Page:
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The following article is from The Great Soviet Encyclopedia (1979). It might be outdated or ideologically biased.



a genus of insectivorous plants of the family Nepenthaceae. They are terrestrial or epiphytic shrubs, sub-shrubs, or perennial herbs. The stems are generally prostrate or climbing and measure up to 6–20 m long; some forms are erect and short, reaching only 20–30 cm in height. The leaves are alternate and exstipulate. The unisexual flowers are usually four-parted and gathered in paniculate or racemose inflorescences. The fruit is a capsule. In mature leaves the midrib usually extends into a tendril that entwines itself around a support.

An ascidium that serves to capture insects develops at the end of the tendril. The ascidia are 5–15 cm long and 3–5 cm wide; in Nepenthes rajah, they are up to 25 cm long and 10–15 cm wide. The walls of the ascidia are often mottled with reddish spots. Insects are attracted by the nectar and the bright coloring of the ascidium; they slide down the smooth margin of the trap to the interior and drown in a fluid containing organic acids and digestive enzymes that are secreted by glandules at the bottom of the ascidium. These same glandules, after digesting the body of the insect, absorb the products of decomposition, thus compensating for the deficiency of nitrogen, phosphorus, and other substances characteristic of plants that usually inhabit swampy soils.

There are more than 70 species of Nepenthes, distributed primarily in the tropics of Asia. About 20 species are found on Kalimantan and Sumatra. A few species grow in Indochina, the Philippines, New Guinea, and tropical Australia. Many species and hybrids of Nepenthes are cultivated in greenhouses.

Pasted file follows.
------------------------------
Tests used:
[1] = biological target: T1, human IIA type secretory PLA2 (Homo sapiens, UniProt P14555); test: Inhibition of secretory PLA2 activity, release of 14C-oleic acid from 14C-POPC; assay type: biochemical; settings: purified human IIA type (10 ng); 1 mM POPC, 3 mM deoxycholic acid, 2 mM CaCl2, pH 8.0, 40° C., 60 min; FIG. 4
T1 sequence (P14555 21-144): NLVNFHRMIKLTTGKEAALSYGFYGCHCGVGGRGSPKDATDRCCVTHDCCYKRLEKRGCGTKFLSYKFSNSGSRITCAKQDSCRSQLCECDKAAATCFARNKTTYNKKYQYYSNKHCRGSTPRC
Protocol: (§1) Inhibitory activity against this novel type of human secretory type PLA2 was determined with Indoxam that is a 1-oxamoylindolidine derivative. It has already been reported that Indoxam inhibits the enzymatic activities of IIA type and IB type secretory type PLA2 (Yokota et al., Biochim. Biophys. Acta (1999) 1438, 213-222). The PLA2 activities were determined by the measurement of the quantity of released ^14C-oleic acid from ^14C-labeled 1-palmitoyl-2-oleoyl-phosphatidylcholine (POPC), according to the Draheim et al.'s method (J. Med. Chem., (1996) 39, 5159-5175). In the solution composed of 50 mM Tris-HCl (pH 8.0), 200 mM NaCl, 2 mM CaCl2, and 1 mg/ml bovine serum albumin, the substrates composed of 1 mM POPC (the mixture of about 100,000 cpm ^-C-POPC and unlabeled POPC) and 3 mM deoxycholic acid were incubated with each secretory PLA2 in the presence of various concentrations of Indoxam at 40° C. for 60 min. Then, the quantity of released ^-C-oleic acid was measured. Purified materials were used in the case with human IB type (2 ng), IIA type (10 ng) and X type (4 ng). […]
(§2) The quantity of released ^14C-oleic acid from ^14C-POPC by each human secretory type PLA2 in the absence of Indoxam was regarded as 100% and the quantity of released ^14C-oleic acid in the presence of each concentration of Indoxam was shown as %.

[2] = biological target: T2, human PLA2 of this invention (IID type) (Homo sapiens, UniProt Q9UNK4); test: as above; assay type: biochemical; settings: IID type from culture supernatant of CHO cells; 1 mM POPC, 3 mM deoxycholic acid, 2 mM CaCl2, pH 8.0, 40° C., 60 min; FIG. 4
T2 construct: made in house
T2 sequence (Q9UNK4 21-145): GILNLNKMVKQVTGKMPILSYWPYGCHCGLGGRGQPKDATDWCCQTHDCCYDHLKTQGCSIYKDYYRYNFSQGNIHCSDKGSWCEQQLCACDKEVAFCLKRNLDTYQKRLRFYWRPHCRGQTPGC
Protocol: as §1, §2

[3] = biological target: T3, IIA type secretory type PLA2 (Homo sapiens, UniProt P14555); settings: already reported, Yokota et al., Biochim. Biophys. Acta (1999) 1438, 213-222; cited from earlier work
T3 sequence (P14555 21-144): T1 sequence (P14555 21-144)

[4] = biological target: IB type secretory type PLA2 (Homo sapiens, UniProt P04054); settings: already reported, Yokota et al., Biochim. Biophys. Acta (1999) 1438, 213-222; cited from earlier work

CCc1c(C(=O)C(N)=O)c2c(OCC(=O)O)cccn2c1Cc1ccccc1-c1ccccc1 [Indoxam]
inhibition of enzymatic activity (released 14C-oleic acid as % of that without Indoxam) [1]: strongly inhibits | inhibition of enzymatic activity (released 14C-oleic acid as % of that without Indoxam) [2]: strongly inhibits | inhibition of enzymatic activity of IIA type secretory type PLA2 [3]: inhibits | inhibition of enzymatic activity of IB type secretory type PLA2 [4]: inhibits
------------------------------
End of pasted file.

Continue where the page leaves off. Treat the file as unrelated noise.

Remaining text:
Kholodnyi, N. G. “Charlz Darvin i sovremennye znaniia o nasekomoiadnykh rasteniiakh.” In C. Darwi Soch., vol. 7. Moscow-Leningrad, 1948.


The Great Soviet Encyclopedia, 3rd Edition (1970-1979). © 2010 The Gale Group, Inc. All rights reserved.
References in periodicals archive ?
For beginners, the cultivation of Nepenthes plants maybe considered challenging; but they are very rewarding.
(2009) Comparative studies on the acid proteinase activities in the digestive fluids of Nepenthes, Cephalotus, Dionaea and Drosera.
a) Whether there is any sign of a revival of Nepenthes or Nilosyrtis.
The Malaysian Nepenthes; evolutionary and taxonomic perspectives.
Nepenthes attenboroughii, a new species of carnivorous pitcher plant only known from the summit region of one mountain in the Philippines, was described in the Botanical Journal 159 in February 2009 in a paper by Alastair Robinson and co-authors.
The collaborating team has just published a paper exploring that potential in the Journal of Experimental Biology, based on the biology of the carnivorous plant Nepenthes khasiana.
His examples include butterworts that digest and absorb pollen grains that land on their leaves as well as a tropical pitcher plant (Nepenthes ampullaria) that collects leaf debris in its pitchers and various bladderworts (Utricularia), aquatic plants that sometimes catch algae and in some cases seem to maintain algae in their bladders in a mutualism.
Found in the depths of the Palawan rainforest in Central Philippines by UK botanist Stewart McPherson, Nepenthes northiana is the greatest of the giant pitcher plants, lost to science since 1907 when a bombing raid in Manila destroyed the only known specimen.
The plant was named Nepenthes attenboroughii after him, according to the British paper Telegraph.
Nevertheless, there have been numerous new species described during the period of this review and I note here some which have caught my eye (this is by no means an exhaustive list): Nepenthes chaniana (Nepenthaceae; Clarke et al.